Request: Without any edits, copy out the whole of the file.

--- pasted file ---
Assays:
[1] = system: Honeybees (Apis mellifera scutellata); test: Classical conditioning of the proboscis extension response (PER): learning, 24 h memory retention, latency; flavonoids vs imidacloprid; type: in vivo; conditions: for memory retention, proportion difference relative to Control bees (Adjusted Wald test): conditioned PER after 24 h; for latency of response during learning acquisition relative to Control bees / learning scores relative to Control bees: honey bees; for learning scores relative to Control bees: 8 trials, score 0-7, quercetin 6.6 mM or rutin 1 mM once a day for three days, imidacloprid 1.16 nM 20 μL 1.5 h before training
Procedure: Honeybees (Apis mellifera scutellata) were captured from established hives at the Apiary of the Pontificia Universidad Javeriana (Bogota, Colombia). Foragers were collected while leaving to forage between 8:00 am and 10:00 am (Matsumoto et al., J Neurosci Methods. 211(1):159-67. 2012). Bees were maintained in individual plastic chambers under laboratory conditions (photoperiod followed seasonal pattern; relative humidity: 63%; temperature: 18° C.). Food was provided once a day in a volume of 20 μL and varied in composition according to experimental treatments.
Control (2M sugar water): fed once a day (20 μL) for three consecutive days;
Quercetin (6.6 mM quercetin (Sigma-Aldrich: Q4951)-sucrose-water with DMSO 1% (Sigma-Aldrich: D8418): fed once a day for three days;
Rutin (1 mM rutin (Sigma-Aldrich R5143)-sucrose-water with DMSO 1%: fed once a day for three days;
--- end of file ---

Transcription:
Assays:
[1] = system: Honeybees (Apis mellifera scutellata); test: Classical conditioning of the proboscis extension response (PER): learning, 24 h memory retention, latency; flavonoids vs imidacloprid; type: in vivo; conditions: for memory retention, proportion difference relative to Control bees (Adjusted Wald test): conditioned PER after 24 h; for latency of response during learning acquisition relative to Control bees / learning scores relative to Control bees: honey bees; for learning scores relative to Control bees: 8 trials, score 0-7, quercetin 6.6 mM or rutin 1 mM once a day for three days, imidacloprid 1.16 nM 20 μL 1.5 h before training
Procedure: Honeybees (Apis mellifera scutellata) were captured from established hives at the Apiary of the Pontificia Universidad Javeriana (Bogota, Colombia). Foragers were collected while leaving to forage between 8:00 am and 10:00 am (Matsumoto et al., J Neurosci Methods. 211(1):159-67. 2012). Bees were maintained in individual plastic chambers under laboratory conditions (photoperiod followed seasonal pattern; relative humidity: 63%; temperature: 18° C.). Food was provided once a day in a volume of 20 μL and varied in composition according to experimental treatments.
Control (2M sugar water): fed once a day (20 μL) for three consecutive days;
Quercetin (6.6 mM quercetin (Sigma-Aldrich: Q4951)-sucrose-water with DMSO 1% (Sigma-Aldrich: D8418): fed once a day for three days;
Rutin (1 mM rutin (Sigma-Aldrich R5143)-sucrose-water with DMSO 1%: fed once a day for three days;